The Dalai Llama's Advice on Building a Fan Base


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How the artist and fan relationship is manifested on Facebook, Twitter, MySpace, the artist's own web site and bolg as well as at live shows, can make or break a career. (Just ask Kayne West.) Too often, artist and fan interactions feel forced or even worse, driven entirely by commerce. (Buy my fabulous new album!) Anyone trying to build and maintain a Tribe faces similar dilemmas, even The Dalai Lama.

How does one of the world's most respected religious leaders build a relationship with his Tribe?  In addition to writing books and making public appearances, The Dalai Llama and his team have a strong web presence, tweet daily and you can even friend him on Facebook. Yet the philosophy that grounds his many activities, like building support for Tibet and fundraising, is remarkably simple:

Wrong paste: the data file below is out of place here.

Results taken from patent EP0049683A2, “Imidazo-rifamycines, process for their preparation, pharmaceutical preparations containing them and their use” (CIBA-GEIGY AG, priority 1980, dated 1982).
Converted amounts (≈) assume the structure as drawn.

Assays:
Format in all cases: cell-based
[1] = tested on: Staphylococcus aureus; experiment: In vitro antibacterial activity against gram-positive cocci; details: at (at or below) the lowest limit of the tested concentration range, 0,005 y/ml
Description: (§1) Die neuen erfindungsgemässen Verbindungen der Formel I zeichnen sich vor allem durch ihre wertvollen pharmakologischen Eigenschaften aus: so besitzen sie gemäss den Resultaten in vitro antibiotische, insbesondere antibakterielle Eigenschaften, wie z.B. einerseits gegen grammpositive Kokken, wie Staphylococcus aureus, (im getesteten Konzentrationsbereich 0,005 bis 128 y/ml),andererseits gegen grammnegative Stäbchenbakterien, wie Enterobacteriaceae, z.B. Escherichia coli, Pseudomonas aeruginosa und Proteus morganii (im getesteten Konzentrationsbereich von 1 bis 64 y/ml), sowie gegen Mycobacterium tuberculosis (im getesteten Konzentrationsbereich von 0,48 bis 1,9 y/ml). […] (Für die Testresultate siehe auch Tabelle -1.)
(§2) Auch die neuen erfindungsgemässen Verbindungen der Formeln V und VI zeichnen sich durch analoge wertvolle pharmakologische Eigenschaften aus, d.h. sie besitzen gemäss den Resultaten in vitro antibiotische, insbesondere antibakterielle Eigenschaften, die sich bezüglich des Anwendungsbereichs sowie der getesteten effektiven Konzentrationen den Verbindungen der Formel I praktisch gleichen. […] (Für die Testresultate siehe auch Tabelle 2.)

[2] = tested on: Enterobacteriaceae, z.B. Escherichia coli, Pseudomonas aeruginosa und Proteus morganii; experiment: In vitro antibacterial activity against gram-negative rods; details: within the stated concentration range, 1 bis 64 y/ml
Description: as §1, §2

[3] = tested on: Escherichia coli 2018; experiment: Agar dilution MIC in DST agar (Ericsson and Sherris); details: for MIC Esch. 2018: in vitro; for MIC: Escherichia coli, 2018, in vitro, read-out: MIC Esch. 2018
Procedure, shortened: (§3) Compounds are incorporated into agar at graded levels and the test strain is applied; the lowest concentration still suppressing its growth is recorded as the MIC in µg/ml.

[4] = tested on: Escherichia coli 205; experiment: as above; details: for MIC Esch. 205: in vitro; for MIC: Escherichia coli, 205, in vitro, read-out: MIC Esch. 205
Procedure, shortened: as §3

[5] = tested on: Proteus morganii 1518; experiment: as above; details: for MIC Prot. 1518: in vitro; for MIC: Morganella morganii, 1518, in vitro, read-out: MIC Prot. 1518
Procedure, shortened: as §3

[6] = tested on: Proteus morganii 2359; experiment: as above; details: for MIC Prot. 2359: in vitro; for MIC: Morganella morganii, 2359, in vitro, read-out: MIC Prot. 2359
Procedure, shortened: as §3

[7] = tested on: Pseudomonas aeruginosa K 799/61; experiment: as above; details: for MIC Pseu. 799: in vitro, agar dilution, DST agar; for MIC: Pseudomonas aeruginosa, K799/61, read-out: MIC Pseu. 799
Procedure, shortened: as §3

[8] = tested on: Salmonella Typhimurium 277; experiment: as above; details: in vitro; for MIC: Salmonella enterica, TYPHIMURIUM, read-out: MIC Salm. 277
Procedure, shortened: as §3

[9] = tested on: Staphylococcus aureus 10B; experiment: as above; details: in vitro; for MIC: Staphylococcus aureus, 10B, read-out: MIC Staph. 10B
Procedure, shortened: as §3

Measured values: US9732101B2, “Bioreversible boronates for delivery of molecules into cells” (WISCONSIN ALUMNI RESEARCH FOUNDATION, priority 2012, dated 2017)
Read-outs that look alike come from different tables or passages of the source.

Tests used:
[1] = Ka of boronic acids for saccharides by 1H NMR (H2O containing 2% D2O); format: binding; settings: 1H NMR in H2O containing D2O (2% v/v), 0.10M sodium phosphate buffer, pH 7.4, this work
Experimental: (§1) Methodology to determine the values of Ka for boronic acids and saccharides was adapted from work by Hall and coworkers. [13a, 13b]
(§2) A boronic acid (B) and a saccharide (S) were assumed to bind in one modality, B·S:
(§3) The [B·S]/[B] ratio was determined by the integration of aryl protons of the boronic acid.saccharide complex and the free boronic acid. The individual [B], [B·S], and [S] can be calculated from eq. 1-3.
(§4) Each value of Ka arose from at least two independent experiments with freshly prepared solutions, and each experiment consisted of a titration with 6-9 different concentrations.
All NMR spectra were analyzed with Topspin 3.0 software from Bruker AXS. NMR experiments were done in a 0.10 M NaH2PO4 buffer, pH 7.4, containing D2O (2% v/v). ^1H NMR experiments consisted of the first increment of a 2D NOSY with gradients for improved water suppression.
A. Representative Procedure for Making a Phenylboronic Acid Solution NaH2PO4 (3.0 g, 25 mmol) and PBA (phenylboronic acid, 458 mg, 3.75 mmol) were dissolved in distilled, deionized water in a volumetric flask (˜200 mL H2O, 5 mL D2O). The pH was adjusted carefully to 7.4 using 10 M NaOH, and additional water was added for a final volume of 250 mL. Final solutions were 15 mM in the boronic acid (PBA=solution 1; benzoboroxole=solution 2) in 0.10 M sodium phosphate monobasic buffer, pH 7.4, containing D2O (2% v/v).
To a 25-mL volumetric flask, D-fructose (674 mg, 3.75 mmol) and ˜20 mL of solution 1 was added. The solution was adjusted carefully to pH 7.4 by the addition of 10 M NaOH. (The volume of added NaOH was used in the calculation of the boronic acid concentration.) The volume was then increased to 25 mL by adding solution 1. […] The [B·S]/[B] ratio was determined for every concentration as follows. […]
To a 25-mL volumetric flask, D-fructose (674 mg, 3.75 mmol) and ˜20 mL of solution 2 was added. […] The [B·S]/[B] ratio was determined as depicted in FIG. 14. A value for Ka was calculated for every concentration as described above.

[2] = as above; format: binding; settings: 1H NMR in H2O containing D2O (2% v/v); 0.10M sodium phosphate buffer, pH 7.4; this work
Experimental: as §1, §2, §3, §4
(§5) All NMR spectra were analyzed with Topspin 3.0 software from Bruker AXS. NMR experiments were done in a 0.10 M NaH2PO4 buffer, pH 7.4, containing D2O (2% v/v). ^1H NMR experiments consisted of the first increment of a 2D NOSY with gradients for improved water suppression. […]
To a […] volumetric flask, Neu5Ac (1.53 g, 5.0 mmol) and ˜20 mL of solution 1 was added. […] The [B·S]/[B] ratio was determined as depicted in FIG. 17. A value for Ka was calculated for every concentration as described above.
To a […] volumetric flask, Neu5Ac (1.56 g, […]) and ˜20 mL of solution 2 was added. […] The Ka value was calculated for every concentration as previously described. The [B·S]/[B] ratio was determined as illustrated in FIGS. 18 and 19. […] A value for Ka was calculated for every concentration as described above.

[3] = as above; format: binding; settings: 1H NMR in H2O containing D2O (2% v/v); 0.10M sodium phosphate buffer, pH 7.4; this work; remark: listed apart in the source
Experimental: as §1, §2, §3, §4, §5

“I look at people from a positive angle, seeking positive aspects. This immediately creates a feeling of affinity, a kind of connectedness."

In other words, as I teach to my Berklee online Future Of Music students: view your fans not as you wish they were (fanatical, high income connectors), but rather as they probably are (busy, underpaid and looking for escape).  All audiences want connection, quality and value.  If you stay intimately connected to your Tribe, you'll know how to deliver all three.

More: Seth Godin On Tribes, Heretics & Music

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